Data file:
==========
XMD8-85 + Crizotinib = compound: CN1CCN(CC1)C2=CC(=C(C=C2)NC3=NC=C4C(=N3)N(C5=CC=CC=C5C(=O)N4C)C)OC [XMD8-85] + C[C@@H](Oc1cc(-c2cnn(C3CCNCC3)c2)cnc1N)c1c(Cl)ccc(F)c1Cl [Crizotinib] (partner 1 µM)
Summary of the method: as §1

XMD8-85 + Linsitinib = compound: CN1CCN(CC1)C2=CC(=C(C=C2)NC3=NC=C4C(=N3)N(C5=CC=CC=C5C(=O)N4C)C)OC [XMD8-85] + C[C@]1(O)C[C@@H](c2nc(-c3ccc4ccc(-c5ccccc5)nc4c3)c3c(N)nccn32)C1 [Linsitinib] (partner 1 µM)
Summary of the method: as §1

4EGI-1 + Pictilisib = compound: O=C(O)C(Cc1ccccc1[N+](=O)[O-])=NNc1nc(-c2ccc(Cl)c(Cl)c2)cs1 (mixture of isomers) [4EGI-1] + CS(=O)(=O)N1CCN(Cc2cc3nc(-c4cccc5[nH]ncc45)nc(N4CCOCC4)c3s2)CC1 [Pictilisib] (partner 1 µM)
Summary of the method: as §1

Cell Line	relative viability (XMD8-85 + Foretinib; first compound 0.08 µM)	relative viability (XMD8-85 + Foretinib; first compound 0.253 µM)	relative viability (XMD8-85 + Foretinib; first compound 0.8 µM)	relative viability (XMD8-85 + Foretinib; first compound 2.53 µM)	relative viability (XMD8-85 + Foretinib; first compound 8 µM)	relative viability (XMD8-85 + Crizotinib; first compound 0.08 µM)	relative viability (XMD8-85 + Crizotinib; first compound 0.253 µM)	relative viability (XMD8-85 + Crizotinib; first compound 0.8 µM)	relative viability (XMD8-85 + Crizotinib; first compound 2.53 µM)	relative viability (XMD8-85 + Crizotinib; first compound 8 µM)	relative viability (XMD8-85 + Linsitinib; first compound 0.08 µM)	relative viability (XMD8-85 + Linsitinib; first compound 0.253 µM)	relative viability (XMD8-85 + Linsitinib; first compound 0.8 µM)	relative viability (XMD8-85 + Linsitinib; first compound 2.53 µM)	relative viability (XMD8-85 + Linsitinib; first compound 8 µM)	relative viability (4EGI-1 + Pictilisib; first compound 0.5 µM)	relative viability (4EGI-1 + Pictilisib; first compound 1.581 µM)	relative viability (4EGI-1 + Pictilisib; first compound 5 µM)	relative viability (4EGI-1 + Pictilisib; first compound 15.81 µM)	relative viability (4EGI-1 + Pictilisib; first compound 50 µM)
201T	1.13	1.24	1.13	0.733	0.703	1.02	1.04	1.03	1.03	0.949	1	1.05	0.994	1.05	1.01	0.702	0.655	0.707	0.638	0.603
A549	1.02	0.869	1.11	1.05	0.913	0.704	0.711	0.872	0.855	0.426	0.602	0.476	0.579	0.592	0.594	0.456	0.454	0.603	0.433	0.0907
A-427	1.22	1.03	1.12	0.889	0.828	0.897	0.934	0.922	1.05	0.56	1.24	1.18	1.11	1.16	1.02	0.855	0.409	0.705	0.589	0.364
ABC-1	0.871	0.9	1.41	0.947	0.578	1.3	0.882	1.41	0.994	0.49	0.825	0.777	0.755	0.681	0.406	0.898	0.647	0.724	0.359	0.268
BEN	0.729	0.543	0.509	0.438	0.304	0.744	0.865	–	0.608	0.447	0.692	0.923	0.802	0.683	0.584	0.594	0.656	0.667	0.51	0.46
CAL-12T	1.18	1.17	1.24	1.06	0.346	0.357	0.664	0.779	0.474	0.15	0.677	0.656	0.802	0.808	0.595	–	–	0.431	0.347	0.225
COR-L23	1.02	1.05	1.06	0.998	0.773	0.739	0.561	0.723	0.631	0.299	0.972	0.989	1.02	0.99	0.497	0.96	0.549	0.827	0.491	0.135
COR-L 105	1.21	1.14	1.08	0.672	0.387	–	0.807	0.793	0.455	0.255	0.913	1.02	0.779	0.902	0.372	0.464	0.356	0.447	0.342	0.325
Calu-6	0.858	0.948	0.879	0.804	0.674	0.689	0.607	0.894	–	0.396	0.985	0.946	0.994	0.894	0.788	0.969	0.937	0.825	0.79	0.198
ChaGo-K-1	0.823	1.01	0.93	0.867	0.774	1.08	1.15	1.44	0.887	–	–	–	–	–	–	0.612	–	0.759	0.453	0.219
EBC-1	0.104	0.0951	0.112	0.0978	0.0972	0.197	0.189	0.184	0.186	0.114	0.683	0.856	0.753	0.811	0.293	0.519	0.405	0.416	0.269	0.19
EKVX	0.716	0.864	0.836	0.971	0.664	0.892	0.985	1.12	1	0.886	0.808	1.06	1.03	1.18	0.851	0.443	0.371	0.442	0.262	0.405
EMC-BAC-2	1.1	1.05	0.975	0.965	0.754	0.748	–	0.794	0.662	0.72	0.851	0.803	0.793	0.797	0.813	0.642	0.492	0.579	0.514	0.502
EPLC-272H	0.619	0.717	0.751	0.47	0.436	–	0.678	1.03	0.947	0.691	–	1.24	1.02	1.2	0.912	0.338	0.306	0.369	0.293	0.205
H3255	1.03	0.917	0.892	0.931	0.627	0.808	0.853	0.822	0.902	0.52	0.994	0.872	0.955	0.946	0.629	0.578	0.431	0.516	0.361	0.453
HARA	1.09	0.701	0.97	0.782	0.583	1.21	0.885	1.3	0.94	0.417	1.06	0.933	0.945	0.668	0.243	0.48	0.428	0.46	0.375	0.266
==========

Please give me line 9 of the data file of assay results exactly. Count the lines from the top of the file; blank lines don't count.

A549	1.02	0.869	1.11	1.05	0.913	0.704	0.711	0.872	0.855	0.426	0.602	0.476	0.579	0.592	0.594	0.456	0.454	0.603	0.433	0.0907